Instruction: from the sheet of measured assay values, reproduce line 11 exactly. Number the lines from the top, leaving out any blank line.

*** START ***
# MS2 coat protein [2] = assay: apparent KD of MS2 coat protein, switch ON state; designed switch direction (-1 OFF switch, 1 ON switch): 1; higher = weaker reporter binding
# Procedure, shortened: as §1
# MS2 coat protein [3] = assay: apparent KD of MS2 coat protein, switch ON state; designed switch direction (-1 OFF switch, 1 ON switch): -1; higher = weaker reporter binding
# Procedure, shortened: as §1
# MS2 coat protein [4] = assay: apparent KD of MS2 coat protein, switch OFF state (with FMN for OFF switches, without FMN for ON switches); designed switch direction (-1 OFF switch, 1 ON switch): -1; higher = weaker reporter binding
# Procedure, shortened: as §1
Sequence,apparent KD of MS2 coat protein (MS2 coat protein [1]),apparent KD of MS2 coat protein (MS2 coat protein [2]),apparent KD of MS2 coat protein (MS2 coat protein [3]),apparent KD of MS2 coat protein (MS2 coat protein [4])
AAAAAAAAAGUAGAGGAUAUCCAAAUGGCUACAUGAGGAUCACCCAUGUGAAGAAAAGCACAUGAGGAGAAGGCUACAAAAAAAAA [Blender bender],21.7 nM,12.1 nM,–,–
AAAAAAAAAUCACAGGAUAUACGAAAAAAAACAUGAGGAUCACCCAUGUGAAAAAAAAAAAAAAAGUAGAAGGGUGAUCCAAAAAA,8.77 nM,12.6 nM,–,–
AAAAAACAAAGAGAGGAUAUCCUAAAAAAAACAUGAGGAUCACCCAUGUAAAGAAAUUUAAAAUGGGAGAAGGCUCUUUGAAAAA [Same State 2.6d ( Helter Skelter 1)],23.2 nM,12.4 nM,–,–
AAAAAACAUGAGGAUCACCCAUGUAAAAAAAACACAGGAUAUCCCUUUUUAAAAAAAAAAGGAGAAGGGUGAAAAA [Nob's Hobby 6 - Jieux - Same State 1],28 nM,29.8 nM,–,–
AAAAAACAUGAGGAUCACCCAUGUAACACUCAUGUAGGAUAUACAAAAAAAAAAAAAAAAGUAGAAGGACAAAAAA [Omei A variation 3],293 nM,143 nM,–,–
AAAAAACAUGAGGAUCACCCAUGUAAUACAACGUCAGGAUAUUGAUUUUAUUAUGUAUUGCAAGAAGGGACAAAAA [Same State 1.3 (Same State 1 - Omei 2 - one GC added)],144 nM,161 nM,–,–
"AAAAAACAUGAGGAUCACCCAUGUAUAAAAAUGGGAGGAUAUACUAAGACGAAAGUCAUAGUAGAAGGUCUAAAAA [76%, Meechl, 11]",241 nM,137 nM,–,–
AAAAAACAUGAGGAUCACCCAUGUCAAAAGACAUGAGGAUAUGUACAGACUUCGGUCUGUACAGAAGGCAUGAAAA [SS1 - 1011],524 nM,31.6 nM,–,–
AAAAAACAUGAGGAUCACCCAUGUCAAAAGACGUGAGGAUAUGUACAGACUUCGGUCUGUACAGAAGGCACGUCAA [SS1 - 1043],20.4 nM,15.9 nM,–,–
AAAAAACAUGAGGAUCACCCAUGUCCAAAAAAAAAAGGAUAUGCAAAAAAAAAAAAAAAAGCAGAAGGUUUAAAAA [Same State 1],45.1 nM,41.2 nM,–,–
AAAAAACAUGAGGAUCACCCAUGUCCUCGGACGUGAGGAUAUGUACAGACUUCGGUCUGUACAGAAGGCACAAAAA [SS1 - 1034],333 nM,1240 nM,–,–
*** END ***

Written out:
AAAAAACAUGAGGAUCACCCAUGUAAAAAAAACACAGGAUAUCCCUUUUUAAAAAAAAAAGGAGAAGGGUGAAAAA [Nob's Hobby 6 - Jieux - Same State 1],28 nM,29.8 nM,–,–